Tuesday, July 17, 2007

Recommended Books

2007 Summer Institute
Book Recs

Writing Reminders by Jim Burke (Amanda & April) 2003
• What Teachers Must Do “reminders”
• What Students Must Do
• Offers suggestions for prompts, adaptations, forms, examples
• Could work for any content teacher

Rural Voices by Ed. R. Brooke (Lainey) 2003
• “place conscious education”
• Making reading/writing applicable to students’ world / universal experience
• Book born out of experiment from grant to improve education in rural schools
• Intradependence addressed
• Some published student work

Writing About Your Life by William Zinsser (Tilda)
• Anecdotes about memoir writing
• Tips/instructions on how to add – place, character….
• Effective ways to approach this genre writing
• Simplistic / realistic
• Includes Books of the Month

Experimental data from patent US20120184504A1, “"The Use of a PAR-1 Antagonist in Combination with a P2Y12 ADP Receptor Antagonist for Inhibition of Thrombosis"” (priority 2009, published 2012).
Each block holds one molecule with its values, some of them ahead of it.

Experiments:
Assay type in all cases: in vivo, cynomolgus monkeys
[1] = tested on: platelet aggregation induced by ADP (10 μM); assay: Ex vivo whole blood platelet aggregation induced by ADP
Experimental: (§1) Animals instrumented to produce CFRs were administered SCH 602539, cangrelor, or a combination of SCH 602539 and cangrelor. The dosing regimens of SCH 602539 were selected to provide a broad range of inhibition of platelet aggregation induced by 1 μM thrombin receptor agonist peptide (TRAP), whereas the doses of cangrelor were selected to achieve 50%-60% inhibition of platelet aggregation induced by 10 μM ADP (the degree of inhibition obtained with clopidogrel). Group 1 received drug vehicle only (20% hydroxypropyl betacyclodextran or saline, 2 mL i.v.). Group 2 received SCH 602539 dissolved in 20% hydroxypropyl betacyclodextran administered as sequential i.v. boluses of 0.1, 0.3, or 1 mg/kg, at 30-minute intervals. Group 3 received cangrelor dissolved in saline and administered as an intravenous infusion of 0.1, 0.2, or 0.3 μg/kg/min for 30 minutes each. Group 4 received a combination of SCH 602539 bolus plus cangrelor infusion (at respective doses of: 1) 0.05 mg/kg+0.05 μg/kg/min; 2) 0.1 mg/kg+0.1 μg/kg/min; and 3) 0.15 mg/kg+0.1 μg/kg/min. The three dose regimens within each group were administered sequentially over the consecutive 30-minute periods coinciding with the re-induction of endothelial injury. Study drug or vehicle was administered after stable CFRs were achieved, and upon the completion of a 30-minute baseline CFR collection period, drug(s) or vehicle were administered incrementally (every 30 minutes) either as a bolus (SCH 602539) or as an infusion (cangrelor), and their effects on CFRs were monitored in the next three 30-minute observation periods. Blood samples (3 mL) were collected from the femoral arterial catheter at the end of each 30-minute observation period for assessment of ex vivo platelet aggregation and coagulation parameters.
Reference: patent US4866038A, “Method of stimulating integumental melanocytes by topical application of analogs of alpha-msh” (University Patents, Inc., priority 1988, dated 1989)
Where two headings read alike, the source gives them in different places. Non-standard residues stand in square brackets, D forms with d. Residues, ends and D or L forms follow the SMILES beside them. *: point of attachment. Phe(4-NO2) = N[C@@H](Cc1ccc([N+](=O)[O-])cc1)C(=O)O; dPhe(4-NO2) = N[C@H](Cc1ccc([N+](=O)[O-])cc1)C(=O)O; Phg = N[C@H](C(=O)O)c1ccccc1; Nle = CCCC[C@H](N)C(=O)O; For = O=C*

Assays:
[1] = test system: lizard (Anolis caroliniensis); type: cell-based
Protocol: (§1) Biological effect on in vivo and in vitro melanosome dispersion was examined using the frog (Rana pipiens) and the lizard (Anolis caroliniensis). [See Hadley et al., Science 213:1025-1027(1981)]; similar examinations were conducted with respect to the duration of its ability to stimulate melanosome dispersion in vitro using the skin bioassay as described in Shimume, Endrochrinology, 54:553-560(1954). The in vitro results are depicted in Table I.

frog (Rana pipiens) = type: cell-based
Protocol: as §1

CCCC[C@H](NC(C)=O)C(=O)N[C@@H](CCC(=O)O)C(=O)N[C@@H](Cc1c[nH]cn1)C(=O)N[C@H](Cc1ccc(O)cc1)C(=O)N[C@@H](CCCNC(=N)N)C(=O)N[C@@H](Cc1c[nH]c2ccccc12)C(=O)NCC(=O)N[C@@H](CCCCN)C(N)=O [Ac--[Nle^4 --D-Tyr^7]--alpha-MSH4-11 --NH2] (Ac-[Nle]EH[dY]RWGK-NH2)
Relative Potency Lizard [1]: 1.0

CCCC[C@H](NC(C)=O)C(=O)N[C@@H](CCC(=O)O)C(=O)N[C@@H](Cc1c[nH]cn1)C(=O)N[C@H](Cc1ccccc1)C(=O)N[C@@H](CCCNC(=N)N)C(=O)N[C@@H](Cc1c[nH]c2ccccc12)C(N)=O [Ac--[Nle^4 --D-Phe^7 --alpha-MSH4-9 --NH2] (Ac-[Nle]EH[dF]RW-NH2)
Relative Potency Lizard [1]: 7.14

Creative Writing MFA (Lillian) 2006
• Compiled by graduate professors
• A “walk through” of their curriculum for a Master of Fine Arts
• Weekly activities for both reading and writing
• Rec. readings
• Applicable

Mini Lessons for Lit Circles by H. Daniels & N. Steineke (Debbie) 2004
• Lessons geared to reinforcing pieces of lit circle work
• Hands on activities with time indicators
• Projects that Rock!
• Includes discussion skills and assessment
• Helps create effective lit circles
• “what can go wrong” “what next”

Visual Literacy by Lynell Burmerk (Chad)
• Using art/visuals to teach reading & writing
• Helps ask questions = being an engaged reader
• Practical examples / activities
• Can foster point of view with students
• Color as emotion examples